Was this review helpful?

I loved this book so much!!! It was eerie, unsettling, funny, and anxiety inducing and I truly loved every minute of it. Something about spending time with someone in a story drifting from place to place, meeting and manipulating people and watching the trouble they get themselves into is so thrilling! The ending had my jaw on the floor, I barely blinked for the entire last chapter, not wanting to miss a thing - I actually re-read the last page a couple times to try to wrap my head around what the heck happened. Highly recommend and will add this to my favourites of the year! Thanks to the publisher for my gifted copies!

Was this review helpful?

I was so excited to have been given a galley of an Emma Cline book so thank you to Net Galley and the publishers. This has been described as the summer book of the year. I enjoyed it, it felt smothering like the heat, I was anxious for our main character as she bounces from person to person. I still don’t know how I feel about the book as a whole but I’ve enjoyed others reviews and dissections.

Was this review helpful?

Overall, I thought this story was very compelling and well-written, although some of the execution fell flat to me. Alex was a fun protagonist to follow, with her making some interesting decisions, but I found myself rooting from her despite her sometimes unlikability, which I think shows the author's master of her craft.

The plot was a bit aimless, although I definitely understand why, and while it sometimes felt like it it played into the plot, it for the most part made reading this book feel a bit like a chore.

I was a bit underwhelmed by the ending, but overall, I found this to be a chaotic read (but in a good way!)

3.5 stars rounded down.

Was this review helpful?

Emma Cline is a genius of a writer, and page by page, line by line, this was an incredible book. But wow, it was hard to feel connected to the nihilistic narrator as she self-destructs - and burns down everyone around her - over the course of the book. It was like watching a slow-motion car crash where you know exactly what the outcome is going to be and that... was not very fun. Light on story, big on emotional carnage. Still, definitely worth reading.

Was this review helpful?

Expected to enjoy this title, but found the plot and characters to be stressful, slow, and superficial.

Was this review helpful?

So, sometimes you read a book and finish it more confused than satisfied. And sometimes that is ok as was my experience with Emma Cline's The Guest. Though set in the expensive playground of the one percenters (AKA The Hamptons), The Guest is the anti-beach read. In a good way.

Our protagonist is Alex, a 22-year-old sex worker who was shown the door by her latest rich boyfriend because of an unfortunate incident at a socialite's house. He has his assistant drive her to the train station to go back to The City, but bad things are awaiting her in the city. So she finds herself in survival mode in The Hamptons, inserting herself into the lives of rich people, adopting fake personas. She's observed the rich in their playgrounds and knows how to shape shift herself into being one of them.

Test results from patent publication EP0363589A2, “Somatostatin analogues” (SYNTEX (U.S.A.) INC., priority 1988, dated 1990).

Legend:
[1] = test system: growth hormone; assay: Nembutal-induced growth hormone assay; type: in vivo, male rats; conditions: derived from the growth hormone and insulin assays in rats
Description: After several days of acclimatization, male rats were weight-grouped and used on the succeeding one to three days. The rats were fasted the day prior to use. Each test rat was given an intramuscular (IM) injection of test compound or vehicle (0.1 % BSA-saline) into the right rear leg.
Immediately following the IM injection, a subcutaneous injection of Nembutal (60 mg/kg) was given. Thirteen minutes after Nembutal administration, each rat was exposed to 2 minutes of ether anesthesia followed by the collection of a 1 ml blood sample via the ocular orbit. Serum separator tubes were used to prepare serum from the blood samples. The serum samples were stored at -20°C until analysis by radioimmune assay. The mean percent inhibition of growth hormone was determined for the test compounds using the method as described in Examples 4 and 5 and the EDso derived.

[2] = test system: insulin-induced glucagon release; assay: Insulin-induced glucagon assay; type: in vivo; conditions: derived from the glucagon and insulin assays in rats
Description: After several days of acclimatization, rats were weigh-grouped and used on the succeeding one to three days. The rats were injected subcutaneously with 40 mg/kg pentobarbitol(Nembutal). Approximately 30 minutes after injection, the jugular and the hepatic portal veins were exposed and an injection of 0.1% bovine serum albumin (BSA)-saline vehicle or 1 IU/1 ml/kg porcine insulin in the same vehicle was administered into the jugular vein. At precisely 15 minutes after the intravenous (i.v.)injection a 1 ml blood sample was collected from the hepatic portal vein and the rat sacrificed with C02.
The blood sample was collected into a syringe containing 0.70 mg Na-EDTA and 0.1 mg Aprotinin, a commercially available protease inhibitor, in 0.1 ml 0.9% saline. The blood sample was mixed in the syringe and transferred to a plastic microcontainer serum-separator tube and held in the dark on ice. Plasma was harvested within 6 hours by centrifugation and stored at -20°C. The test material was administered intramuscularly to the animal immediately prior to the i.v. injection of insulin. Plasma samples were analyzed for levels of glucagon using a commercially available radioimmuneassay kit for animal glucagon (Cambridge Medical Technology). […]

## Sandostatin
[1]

Or so she thinks, as half of the book she is intoxicated on booze, pills, off brand coke, and whatever else. Is she Alice falling in the rabbit hole? Is she Odysseus on a voyage? Is she the dude traipsing around grocery stores in a robe, swigging from cartons of half and half?

I still don't know what I think of this book, but it kept my attention the entire time. Thank you Random House and NetGalley for the ARC for my honest review.

Was this review helpful?

I have read all this authors work and I’ve come to believe that she’s just not for me. This was another story that just was creepy and did not hold my interest.

Was this review helpful?

Having read and enjoyed The Girls, I can safely say that Emma Cline is now one of my favorite authors.

I found myself completely immersed in the narrative and always concerned for our main character, Alex, as she drifts and struggles to get through each day among the privileged. She latches onto a coping mechanism of always expecting a positive outcome even though every situation she lands herself in goes terribly wrong. I was entranced, anxious, always waiting for the worst.

Again, Emma Cline is truly a remarkable writer and I would highly recommend this novel.

Thank you so much to the publisher and NetGalley for an eARC in exchange for an honest review.

Was this review helpful?

If you are vacationing in the Hamptons this summer, this is the book for you.
Cline has conjured up a story that captures the ambiance and climate of the posh environs of New York's Long Island. It's easy to identify the places mentioned in the book and fun to guess the locations described.
Assuming you're not familiar with the setting, the focus of the plot will keep you interested. It's an intense character study of Alex, alone and pitiful, whose hook-ups with an older man leads to a devastating conclusion. The people she meets along the way evoke pity and contempt simultaneously and the sordid life she continues to lead is a sorry one.
The open-ended conclusion is a mystifying one that will keep you thinking about the story long after it has ended.